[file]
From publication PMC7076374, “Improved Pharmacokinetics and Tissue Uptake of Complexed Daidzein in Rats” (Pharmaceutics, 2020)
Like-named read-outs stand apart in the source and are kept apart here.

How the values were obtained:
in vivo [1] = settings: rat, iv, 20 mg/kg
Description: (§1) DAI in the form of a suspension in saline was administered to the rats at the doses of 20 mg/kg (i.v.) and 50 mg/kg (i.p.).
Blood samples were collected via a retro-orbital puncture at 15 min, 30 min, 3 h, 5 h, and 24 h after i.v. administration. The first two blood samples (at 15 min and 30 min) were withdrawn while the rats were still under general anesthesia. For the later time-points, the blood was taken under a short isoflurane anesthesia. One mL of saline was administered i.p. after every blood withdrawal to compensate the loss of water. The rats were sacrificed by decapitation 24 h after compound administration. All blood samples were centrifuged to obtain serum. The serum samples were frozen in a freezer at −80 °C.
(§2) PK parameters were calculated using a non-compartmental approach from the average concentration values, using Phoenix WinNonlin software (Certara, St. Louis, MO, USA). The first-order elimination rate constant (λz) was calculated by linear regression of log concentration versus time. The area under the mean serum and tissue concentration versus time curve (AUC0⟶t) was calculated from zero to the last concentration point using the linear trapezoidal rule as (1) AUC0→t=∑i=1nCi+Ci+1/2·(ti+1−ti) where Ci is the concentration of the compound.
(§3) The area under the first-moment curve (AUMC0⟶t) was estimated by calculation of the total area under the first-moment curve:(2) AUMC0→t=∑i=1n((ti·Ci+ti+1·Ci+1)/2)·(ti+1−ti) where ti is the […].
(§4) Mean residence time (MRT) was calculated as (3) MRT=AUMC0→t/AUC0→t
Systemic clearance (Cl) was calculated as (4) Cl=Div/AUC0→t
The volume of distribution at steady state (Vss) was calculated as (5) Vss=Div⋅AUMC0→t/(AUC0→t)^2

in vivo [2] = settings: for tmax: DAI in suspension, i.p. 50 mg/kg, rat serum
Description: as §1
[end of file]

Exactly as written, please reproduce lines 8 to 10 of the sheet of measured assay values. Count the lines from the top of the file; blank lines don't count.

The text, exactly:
(§3) The area under the first-moment curve (AUMC0⟶t) was estimated by calculation of the total area under the first-moment curve:(2) AUMC0→t=∑i=1n((ti·Ci+ti+1·Ci+1)/2)·(ti+1−ti) where ti is the […].
(§4) Mean residence time (MRT) was calculated as (3) MRT=AUMC0→t/AUC0→t
Systemic clearance (Cl) was calculated as (4) Cl=Div/AUC0→t